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Old 04-08-11, 11:34 PM   #1
Loose Chain
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I am at a loss--dogs

Last July I was attacked by two dangerous dogs and crashed resulting in a seriously broken femur and other injuries. I have at last gotten to the point I can ride again though I will never be the same. Sooo, two weeks ago, riding along, a pit bull comes out of nowhere and I stop the bike and place the bike between me and the dog. This is the only reason I was not bitten. The bike kept the dog at bay, the owner sat laughing on his tractor about 50 yards away until I Maced the dog, three times before it would quit trying to bite me. This PO the owner who then threatened me and I called the sheriff who explained to the owner of the dog his liabilities and responsibilities.

So today I take off for a ride, went a different way but a ride I have done before, out of no where a huge great dane type dog comes after me and again, I placed the bike between me and the dog while yelling down, stop, sit, stop etc as the dog repeatedly thrust his open mouth through the frame of my Surly trying to bite me at which point I Maced him which again PO the owner who came running. I again explained to him that the dog was dangerous while he insisted the dog would not bite me. I have heard that before including last July while laying in the rode with a broken leg while fending off two dangerous dogs who continued to try to bite me.

Now, I have a license to carry, for many years. I have over the years pretty much refused to carry, however, despite having the license because I believe the private citizen should depend upon the police and other authorities. But, I am now beginning to rethink this. I would have been in my rights to shoot any and all of the dogs.

Thing is, what the hell, for years no real issues with dogs and all of a sudden these huge vicious dogs. I am not afraid of normal dogs like labs and goldens and what not but man-killer dogs like pit bulls and danes and dobermans etc I am definitely afraid of them. More and more people are getting these dangerous dogs and they all say the same thing, "he is gentle and will not hurt you" and all I can say is like are you serious, the hell you say.

What do you guys do about dogs that are clearly dangerous. I guess I could quit riding. I would certainly not shoot a dog just because he ran into the road but a dog thrusting his head through my bike frame to bite me, a dog that weighs nearly as much as I do, I might shoot the XXXXX.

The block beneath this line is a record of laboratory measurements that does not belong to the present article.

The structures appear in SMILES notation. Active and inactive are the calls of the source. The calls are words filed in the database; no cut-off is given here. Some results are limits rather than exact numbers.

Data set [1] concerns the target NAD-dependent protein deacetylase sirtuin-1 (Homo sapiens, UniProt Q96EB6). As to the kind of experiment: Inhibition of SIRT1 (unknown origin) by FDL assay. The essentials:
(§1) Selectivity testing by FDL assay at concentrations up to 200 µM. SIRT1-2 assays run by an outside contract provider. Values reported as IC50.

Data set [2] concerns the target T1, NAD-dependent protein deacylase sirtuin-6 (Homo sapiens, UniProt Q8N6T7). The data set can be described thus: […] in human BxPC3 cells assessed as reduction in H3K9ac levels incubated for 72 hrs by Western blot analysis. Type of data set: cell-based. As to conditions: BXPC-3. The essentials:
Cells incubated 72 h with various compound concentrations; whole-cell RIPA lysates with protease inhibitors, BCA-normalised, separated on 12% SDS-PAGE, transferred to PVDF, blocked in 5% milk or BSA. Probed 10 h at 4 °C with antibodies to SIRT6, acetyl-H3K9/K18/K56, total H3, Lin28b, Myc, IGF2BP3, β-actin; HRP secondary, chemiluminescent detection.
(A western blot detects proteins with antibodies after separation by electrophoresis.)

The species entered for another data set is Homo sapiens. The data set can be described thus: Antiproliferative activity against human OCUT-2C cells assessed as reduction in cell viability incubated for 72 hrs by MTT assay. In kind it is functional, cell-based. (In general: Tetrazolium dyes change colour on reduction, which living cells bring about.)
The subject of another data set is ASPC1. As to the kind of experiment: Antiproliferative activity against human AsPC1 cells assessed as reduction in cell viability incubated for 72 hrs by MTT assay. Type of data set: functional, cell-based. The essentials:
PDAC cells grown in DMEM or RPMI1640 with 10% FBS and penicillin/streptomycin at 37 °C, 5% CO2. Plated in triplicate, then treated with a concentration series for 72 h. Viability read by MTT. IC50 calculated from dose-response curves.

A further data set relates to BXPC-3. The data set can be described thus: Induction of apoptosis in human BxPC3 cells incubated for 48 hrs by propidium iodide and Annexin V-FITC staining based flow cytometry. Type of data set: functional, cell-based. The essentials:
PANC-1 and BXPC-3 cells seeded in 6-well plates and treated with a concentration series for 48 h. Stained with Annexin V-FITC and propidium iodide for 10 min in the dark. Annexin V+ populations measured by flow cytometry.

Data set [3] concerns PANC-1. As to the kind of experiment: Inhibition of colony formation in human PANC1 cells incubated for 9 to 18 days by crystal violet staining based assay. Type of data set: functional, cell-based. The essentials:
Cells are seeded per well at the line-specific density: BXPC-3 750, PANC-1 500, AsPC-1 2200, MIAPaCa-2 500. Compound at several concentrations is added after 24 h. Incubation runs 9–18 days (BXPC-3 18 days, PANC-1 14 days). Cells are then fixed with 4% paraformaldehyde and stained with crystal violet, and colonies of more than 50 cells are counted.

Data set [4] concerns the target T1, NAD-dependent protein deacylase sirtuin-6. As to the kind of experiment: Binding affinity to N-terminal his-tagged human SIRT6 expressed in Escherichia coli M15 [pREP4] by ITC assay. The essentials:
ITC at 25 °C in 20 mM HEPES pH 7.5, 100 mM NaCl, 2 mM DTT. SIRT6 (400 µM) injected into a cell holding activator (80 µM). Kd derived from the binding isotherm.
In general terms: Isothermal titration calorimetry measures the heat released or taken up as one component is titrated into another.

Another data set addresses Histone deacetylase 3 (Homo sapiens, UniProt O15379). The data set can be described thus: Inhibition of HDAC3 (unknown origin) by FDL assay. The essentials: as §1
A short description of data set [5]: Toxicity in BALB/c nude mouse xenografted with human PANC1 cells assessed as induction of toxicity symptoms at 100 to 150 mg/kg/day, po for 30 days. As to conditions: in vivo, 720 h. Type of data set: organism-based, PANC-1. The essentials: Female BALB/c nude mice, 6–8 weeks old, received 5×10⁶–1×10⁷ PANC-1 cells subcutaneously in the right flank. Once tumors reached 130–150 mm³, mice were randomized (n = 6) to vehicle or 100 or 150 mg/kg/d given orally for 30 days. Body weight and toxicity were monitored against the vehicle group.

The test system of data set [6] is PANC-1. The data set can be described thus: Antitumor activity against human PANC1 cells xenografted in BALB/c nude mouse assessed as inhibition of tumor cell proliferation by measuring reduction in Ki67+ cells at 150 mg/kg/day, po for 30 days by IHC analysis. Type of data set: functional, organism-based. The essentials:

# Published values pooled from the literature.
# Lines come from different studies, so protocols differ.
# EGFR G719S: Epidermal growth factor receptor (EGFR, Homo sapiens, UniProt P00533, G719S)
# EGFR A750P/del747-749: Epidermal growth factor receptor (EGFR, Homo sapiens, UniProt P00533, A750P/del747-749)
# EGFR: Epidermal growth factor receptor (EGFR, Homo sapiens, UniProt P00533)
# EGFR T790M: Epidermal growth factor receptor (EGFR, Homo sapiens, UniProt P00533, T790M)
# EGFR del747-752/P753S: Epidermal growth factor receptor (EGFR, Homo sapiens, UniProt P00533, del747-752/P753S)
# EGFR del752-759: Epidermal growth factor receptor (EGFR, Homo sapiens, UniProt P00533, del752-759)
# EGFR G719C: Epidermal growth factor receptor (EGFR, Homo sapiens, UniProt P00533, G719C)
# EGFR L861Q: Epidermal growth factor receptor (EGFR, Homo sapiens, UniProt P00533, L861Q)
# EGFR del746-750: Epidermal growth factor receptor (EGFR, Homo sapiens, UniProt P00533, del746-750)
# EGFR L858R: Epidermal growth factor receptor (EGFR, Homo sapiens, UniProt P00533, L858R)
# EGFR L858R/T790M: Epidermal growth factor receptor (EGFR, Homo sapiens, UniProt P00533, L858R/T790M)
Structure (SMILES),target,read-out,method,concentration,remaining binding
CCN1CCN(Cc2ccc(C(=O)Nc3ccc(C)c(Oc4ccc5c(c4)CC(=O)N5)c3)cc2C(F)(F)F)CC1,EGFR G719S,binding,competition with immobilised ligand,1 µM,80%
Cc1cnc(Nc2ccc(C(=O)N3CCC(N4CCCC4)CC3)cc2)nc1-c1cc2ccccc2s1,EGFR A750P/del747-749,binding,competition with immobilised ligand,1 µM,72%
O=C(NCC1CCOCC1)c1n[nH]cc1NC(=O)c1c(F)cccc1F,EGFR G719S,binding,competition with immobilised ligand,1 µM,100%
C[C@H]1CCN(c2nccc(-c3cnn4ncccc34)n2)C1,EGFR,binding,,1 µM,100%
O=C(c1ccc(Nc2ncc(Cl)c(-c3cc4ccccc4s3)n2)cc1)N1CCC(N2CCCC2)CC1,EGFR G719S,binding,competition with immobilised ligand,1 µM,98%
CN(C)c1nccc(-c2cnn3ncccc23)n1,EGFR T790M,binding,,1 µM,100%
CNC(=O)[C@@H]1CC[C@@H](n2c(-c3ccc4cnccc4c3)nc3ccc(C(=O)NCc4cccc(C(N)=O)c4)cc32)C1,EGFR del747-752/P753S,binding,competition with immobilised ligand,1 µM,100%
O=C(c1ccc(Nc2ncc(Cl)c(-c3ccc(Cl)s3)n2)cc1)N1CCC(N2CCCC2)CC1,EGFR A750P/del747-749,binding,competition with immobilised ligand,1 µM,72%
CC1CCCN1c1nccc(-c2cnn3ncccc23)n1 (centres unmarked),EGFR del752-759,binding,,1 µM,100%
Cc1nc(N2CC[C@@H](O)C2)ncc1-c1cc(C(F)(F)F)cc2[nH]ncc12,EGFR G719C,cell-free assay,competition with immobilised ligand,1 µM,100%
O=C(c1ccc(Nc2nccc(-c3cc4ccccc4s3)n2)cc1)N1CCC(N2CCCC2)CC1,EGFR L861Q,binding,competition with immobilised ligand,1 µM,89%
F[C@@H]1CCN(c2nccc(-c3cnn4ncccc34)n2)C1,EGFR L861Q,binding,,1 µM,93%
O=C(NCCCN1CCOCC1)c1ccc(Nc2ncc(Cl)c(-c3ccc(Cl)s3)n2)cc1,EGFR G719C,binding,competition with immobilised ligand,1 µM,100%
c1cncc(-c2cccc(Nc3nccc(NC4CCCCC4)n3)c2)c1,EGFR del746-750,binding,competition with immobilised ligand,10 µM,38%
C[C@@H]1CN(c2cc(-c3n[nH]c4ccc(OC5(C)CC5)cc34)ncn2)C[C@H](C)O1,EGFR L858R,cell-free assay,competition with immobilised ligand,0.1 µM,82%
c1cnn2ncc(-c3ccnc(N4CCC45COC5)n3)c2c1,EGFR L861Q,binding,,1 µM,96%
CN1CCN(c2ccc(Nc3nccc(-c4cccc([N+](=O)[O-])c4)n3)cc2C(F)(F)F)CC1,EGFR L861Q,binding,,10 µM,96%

Should I feel guilty now for taking a ride, I don't feel like riding because I don't want the confrontation or possible circumstance where I might be tempted to carry and use a weapon if only for my defense or my wife and I am afraid of dogs now and afraid of being injured by them again. Seriously, I have nightmares were I am laying on the road again being bitten--like I was in fact.

Mace does not stop some dogs. I hit both dogs above multiple times with the Mace before stopping them at less than three feet distance. If the owner today had not comes out and gotten the dane I am pretty sure he would have come back after me as the Mace only made him back off but not stop or leave. If people insist on owning man killer dogs then maybe it is time to think differently about such things.

LC
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Old 04-08-11, 11:43 PM   #2
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Well, I think you get the award for bad dog problems. Or should I call them bad owner problems.

First thing I'd recommend is get a helmet camera so you can record the attack. Mace is good, but it sounds like you need something heavier caliber. Have you thought of some kind of net or drop cloth that could tangle the dog up or obstruct its vision. You might also try something like ammonia or a flash bang to trip the dog out of it's thought process.
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Old 04-08-11, 11:59 PM   #3
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I've tried AirZound, but it works marginally, and am thinking of removing it as I need the water bottle cage. If you are using Mace, have you considered pepper spray, R.E.I. carries a product I believe is called Bear Attack. or Bear Assault, It has been documented to stop Grizzlies. I love dogs, unless I'm on bicycle or walking.
Where in the States are you located? I used to have dog problems years ago just south of Seattle, but in recent years have had no difficulty, I think due to owners being held liable when their (gentle, wouldn't hurt a flea, pet) went wild.
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Old 04-09-11, 12:09 AM   #4
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Get a 327 magnum. practice with it, case closed for the bike chewing canines.
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Old 04-09-11, 12:44 AM   #5
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Get a 327 magnum. practice with it, case closed for the bike chewing canines.
It is a .357 Magnum, not a .327. I do have exactly that in a five shot hammerless Ruger. Ever seen Quigly Down Under? I don't need to practice and I have several to choose from. My quandary is one of the morality of shooting a dog and the wondering afterward if I really needed to or considering that maybe I am the problem somehow and all of that and the potential post dog conflict with the owner becoming dangerous. I don't know, as I said, I am at a loss on this as to the best approach and consider a gun to be something on the margin of what I would have ever considered doing as a general practice. I have spoken with the sheriff, he knows me casually and knows I have a carry permit, he told me to shoot the dog or any dog if indeed I felt in danger, it was my call.